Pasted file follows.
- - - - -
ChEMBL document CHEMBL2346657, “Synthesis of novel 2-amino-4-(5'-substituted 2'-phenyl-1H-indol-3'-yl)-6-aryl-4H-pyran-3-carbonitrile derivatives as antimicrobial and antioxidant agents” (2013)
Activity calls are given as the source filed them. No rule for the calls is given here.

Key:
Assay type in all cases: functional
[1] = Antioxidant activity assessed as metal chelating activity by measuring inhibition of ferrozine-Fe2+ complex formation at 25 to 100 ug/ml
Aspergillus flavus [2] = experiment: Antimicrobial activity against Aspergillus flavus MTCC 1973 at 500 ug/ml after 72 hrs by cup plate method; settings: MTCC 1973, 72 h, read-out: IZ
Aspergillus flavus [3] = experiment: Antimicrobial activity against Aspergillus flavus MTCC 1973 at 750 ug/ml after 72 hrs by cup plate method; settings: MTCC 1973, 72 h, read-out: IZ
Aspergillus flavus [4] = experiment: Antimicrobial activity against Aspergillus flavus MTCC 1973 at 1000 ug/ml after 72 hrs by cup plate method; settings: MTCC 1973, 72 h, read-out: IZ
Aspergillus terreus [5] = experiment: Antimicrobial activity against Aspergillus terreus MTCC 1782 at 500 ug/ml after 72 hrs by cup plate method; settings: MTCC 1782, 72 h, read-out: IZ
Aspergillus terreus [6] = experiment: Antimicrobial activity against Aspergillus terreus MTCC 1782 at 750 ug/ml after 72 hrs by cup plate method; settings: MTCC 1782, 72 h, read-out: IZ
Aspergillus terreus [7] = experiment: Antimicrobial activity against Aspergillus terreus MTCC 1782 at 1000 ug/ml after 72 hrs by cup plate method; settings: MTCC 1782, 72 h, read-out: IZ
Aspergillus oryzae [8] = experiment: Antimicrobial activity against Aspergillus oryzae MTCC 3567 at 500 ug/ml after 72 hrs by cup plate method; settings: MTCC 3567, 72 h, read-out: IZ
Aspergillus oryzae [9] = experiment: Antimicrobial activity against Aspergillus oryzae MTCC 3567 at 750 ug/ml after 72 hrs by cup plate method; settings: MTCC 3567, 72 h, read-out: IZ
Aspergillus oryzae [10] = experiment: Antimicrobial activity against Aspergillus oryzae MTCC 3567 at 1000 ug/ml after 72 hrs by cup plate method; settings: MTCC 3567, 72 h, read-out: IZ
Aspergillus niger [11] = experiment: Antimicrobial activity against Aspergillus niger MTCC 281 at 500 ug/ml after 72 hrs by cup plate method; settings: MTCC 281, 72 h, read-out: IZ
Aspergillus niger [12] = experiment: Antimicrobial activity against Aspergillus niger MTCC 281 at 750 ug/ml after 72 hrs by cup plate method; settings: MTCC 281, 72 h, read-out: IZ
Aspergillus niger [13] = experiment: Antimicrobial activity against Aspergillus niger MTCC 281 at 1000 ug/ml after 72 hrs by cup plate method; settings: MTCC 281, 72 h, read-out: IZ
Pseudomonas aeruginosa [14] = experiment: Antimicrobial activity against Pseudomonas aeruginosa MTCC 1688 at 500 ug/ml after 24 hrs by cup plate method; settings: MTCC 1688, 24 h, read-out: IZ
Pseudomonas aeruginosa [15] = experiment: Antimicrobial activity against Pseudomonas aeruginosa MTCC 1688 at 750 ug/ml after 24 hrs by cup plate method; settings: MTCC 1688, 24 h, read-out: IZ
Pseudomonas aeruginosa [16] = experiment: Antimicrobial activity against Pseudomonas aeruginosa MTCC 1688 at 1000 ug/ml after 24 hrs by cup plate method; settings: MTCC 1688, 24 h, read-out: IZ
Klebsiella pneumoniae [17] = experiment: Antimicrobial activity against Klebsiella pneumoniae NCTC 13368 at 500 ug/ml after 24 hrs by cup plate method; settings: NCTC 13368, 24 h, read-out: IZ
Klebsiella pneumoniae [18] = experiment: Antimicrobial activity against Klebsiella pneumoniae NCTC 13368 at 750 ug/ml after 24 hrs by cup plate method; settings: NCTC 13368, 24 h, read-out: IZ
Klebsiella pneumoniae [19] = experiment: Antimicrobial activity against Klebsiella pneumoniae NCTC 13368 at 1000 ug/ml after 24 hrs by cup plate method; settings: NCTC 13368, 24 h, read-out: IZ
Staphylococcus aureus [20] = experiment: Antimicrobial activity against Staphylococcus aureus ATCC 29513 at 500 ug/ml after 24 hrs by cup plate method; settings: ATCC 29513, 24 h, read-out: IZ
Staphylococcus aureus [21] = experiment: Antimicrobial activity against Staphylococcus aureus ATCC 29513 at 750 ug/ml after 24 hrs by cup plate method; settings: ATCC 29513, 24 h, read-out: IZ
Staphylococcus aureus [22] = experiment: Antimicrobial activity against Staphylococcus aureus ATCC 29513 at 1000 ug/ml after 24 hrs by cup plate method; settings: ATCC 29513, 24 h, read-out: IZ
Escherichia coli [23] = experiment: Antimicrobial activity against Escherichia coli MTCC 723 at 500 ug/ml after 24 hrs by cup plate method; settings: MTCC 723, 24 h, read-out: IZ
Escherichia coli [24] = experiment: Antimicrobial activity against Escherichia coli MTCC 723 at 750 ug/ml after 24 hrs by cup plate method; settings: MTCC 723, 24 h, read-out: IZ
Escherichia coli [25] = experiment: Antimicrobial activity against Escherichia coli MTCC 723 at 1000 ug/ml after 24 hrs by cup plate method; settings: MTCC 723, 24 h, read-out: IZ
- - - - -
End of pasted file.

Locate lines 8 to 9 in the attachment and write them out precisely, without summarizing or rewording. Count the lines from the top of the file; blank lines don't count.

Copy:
Aspergillus flavus [4] = experiment: Antimicrobial activity against Aspergillus flavus MTCC 1973 at 1000 ug/ml after 72 hrs by cup plate method; settings: MTCC 1973, 72 h, read-out: IZ
Aspergillus terreus [5] = experiment: Antimicrobial activity against Aspergillus terreus MTCC 1782 at 500 ug/ml after 72 hrs by cup plate method; settings: MTCC 1782, 72 h, read-out: IZ